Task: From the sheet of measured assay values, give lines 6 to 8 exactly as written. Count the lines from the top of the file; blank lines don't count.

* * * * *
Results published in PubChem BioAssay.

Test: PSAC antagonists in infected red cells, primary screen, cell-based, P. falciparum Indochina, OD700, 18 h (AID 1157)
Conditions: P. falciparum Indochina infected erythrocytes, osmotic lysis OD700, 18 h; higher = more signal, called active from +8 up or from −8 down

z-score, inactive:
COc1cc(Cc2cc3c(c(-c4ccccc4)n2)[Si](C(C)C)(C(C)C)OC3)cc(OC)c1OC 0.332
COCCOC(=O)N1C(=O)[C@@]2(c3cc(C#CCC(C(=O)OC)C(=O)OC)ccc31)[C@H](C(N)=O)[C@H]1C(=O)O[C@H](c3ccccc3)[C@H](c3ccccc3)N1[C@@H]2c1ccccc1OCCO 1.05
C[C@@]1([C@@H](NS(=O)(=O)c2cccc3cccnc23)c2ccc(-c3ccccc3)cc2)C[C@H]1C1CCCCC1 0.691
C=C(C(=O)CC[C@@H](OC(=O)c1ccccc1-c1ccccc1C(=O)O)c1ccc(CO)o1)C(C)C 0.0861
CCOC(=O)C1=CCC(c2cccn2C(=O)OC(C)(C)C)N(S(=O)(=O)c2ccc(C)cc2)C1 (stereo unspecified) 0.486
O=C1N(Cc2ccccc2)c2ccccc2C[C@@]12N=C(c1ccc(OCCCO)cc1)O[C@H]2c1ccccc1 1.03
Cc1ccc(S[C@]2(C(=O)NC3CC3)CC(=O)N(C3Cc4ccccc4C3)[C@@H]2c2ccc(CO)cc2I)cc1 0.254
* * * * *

COCCOC(=O)N1C(=O)[C@@]2(c3cc(C#CCC(C(=O)OC)C(=O)OC)ccc31)[C@H](C(N)=O)[C@H]1C(=O)O[C@H](c3ccccc3)[C@H](c3ccccc3)N1[C@@H]2c1ccccc1OCCO 1.05
C[C@@]1([C@@H](NS(=O)(=O)c2cccc3cccnc23)c2ccc(-c3ccccc3)cc2)C[C@H]1C1CCCCC1 0.691
C=C(C(=O)CC[C@@H](OC(=O)c1ccccc1-c1ccccc1C(=O)O)c1ccc(CO)o1)C(C)C 0.0861